Secret service (Kyp) documents will be declassified after 30 years, but not all will be published, according to regulations discussed in parliament on Wednesday.
Initially, Kyp wanted its classified documents to be withheld for 100 years, a period deemed excessive by many.
Kyp chief Kyriacos Kouros told the House ethics committee that the timeframe “which sounded excessive for some of you came after the suggestions of the personal data protection commissioner”.
Kyp had been asked to take into account how the descendants of people mentioned in the documents would be affected.
Kouros had submitted a confidential memo to the committee outlining how other services approached the matter.
“We relied on services in other democratic regimes, which have longer experience in managing archives such as those of the intelligence services,” Kouros said.
Kouros said declassification of a document after 30 years could send it to the state archives but it would not be up to Kyp to make it available to the general public.
The director of the state archive, Efi Papaparinou, said that she was obliged to enforce the law on personal data.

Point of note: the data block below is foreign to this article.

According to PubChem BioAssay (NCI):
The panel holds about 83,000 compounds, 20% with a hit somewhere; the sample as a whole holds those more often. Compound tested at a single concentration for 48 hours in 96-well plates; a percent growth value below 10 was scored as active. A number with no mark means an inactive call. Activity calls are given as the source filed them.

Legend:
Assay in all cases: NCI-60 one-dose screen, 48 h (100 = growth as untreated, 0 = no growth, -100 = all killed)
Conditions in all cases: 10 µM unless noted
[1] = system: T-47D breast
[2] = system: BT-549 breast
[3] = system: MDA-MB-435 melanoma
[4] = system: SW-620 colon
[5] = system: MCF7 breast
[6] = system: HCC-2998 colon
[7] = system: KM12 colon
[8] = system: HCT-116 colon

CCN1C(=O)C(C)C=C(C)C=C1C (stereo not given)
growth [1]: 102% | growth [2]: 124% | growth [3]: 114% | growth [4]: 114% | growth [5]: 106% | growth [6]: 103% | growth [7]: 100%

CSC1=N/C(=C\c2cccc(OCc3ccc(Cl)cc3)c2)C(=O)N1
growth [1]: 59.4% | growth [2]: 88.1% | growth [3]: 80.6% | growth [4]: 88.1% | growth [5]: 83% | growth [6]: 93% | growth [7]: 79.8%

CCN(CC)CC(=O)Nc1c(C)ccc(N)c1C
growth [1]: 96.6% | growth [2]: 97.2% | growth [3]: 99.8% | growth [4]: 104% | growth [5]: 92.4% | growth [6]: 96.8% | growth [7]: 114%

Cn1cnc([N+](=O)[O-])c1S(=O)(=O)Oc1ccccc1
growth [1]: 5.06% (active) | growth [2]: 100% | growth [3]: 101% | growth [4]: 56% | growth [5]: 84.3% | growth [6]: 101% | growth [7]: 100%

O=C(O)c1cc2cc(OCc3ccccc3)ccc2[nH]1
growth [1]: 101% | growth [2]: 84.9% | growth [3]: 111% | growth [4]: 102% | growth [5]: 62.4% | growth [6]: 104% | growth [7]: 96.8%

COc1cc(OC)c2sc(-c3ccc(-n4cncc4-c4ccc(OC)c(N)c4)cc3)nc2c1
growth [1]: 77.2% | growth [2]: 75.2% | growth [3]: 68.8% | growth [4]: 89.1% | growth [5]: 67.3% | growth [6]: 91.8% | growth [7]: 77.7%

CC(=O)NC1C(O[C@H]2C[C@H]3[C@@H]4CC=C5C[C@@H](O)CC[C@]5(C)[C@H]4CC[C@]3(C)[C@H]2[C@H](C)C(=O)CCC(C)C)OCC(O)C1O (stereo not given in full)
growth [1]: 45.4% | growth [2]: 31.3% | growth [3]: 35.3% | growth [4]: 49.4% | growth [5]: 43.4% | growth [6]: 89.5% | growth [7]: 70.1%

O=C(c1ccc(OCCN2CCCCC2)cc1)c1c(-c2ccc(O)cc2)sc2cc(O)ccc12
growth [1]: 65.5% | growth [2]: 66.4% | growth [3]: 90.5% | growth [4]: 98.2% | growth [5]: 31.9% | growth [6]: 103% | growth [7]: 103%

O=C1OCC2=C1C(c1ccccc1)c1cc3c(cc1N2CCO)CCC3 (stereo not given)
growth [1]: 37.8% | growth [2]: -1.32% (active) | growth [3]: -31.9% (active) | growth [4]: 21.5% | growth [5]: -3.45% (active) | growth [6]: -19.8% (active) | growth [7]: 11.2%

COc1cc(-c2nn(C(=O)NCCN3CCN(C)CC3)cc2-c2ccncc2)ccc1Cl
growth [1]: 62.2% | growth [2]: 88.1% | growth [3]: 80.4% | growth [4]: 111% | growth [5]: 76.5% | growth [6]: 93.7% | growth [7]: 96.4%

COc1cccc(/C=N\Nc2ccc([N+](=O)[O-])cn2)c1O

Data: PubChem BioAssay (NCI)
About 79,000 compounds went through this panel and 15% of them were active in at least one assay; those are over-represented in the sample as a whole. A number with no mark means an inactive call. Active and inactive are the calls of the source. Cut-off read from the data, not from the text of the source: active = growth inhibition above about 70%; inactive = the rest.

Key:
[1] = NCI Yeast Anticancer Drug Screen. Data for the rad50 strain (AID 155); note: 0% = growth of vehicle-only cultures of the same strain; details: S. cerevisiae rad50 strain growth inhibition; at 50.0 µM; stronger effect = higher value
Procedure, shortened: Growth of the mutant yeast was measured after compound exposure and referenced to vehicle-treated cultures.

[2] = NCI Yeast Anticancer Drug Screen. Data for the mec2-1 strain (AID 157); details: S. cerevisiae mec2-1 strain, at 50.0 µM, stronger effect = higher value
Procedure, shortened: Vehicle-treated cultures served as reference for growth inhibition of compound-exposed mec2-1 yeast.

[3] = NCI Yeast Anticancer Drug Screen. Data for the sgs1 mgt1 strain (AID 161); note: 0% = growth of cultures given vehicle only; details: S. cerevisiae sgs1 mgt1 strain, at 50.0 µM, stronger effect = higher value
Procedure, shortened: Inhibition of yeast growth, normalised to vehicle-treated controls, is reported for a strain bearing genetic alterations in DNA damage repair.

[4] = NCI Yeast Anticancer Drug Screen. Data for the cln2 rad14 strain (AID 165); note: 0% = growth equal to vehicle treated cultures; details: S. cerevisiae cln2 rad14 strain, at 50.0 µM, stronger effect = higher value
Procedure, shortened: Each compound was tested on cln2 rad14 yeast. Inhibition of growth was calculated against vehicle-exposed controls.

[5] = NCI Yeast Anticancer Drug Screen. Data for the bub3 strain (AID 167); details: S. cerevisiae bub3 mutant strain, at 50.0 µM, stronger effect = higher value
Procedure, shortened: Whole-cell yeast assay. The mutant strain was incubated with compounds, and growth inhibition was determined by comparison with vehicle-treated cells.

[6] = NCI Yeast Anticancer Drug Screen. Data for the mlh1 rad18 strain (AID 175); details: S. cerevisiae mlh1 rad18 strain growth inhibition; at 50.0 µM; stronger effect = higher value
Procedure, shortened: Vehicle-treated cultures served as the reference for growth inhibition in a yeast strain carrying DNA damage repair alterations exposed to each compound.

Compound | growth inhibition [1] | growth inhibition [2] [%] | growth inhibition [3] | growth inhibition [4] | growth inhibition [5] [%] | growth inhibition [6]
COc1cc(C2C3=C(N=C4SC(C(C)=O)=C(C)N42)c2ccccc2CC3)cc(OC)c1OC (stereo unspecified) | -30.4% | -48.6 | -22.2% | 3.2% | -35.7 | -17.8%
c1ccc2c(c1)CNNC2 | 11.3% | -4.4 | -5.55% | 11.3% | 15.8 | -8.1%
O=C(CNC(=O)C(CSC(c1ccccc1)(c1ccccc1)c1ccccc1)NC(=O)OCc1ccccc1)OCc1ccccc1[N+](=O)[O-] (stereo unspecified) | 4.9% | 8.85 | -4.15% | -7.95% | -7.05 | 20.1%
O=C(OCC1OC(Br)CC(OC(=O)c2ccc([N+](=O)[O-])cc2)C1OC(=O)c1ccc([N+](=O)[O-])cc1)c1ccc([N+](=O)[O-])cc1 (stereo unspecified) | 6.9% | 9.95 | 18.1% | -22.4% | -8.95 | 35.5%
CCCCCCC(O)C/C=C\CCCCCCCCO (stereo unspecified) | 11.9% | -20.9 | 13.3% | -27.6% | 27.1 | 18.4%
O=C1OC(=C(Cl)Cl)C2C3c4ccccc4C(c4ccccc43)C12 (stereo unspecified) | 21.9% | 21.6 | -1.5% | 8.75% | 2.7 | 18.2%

She told MPs that certain information, like someone’s sexual orientation, could be redacted.
At the same time, if a document reaches the archives “it cannot be considered filed without people having a right to see it.”
Committee chairman Zaharias Zahariou said they would reconvene in 15 or 20 days to discuss the regulations in-depth with a view to having them approved by the end of this month or early in June.
The law to overhaul Kyp was passed in 2016 but the regulations on the declassification and publication of documents has still to be passed.
Zahariou said an advisory committee would be declassifying all documents and those which were cleared would be sent to the archive to be made available to the public.
The Disy MP said a new era had dawned for Kyp.
“The old Kyp, as we knew it, the Kyp that kept tabs on people has ceased to exist,” he said. “The modern Kyp is the one that protects the state and the people.”
Akel MP Aristos Damianou said his party still had some disagreements on certain aspects but it was prepared to discuss them in a bid to strike the necessary agreement.